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Liang Mian

Wuhan in the Summer

By RosePublished 2 years ago 3 min read

It’s 4:30 AM on the last school day before the commencement of summer vacation. The street across from the Wuhan shipyard fills with old ladies pushing breakfast carts. A bowl of hot dry noodles costs three yuan. Other sellers offer up meat stuffed buns, duo pi, fried gluten dipped in honey, boiled tea eggs, sugared ears of corn, and roasted sweet potatoes.

Different groups of people arrive in waves. The shipyard workers are first, mostly men in blue coveralls, some of whom purchase cans of Snow beer to wash down their morning meal. Cigarette smokes fills the air. There’s laughter and talk about the day ahead, much of it in the local wuhanhua dialect. Words are drowned out by the honking of car horns. As a throng of bicycles overwhelms the narrow road and spills out onto the sidewalk, the few cars on the street have no choice but to move at an impatient crawl.

In this hour or so before the sun rises, the air is sticky with dense humidity. As the horizon turns a hazy pink and gold, the shipyard men disperse, replaced by students heading towards their final exams. In China, even kindergartners have exams to contend with.

Compared to the shipyard workers, the students favor healthy fare, or at least that’s what their parents buy for them. A line stretches out from behind boiled egg lady’s cart. The egg lady has a red face and big hands, and she knows the names of the children who live in the neighborhood. One little boy is puffy eyed and sniffling. When the egg lady asks what’s the matter, his father informs her that the boy is out of sorts because he stayed up past midnight studying. The egg lady prevails up the boy’s father to forgo the boiled egg and treat him to a salted potato donut at one of the neighboring carts.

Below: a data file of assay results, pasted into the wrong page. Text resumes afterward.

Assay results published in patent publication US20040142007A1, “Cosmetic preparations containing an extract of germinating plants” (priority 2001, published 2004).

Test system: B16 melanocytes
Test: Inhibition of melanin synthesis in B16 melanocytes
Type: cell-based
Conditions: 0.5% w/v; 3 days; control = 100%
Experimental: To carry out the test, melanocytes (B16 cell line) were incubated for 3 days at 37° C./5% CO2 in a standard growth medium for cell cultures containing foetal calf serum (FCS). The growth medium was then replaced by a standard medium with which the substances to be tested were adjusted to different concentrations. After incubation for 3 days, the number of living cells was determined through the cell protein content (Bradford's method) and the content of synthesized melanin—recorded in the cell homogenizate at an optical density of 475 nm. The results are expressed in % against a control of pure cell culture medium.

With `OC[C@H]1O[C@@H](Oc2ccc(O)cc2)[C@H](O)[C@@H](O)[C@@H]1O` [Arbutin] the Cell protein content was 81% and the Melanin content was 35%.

The kids wear school uniforms. They shoulder backpacks adorned with sparkles and cartoon characters and filled with half their weight in course books. Some of the girls wear pigtails with elaborate bows. They don’t speak wuhanhua.

At eight AM the Chinese national anthem can be heard from the nearby primary school. That’s where the children are supposed to be by this time, though invariably there are one or two stragglers.

This is when I come out. It’s 8:15. I’m a foreign English teacher, at the end of an eleven year stint in Wuhan. My apartment is seven floors above the shipyard and the breakfast carts. Soon I’ll return to the United States. At the age of thirty-five, I’ve built a life in China, but have nothing in my home country. I’m afraid that if I don’t go home quickly, I’ll never be able to.

I’m not sure if I want to.

For now I’m here, trying to bottle up every street and every moment to keep with me forever. I’m hungry for every detail.

The woman who I’ve been buying noodles from for most of the past decade calls me over. Her arm waves frantically and there’s a big smile on her face. Since the start of June, I’ve been asking her every day whether or not she has liang mian. Liang mian literally means “cold noodles”. It’s a summer dish that’s only sold a few months out of the year, when the weather is at its hottest.

“I have them,” the woman announces.

“Seems today is the first day of summer!” I reply.

Her cart is stained with oil and rusty at the wheels. It has many vats full of delicious things. She scoops a pile of cool noodles out of one of the vats. She adds red vinegar, chilly oil, and a liberal helping of sesame paste. Then come the chives and thinly sliced cucumbers. Finally, she adorns it all with a sprinkle of grated ginger. I pay her four yuan. She hands me my chopsticks, and I’m on my way, trying to do commit the tangy spiciness of the noodles to memory with each bite I take.

It’s getting late and I need to get to work. Soon the breakfast carts will begin to disperse. By eight thirty, they’ll be gone as if they were a mirage, and the street will be empty got the afternoon.

Sometimes, like a mirage is how I remember the carts and everything about Wuhan. Was I ever really there? These days it all seems so far away.

I tried making my own liang mian last week, but I wasn’t very good at it. The noodles were mushy and the sesame paste was clumpy and cloyingly sweet. Some foods belong to certain times and certain places. The best tastes are ephemeral.


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    RoseWritten by Rose

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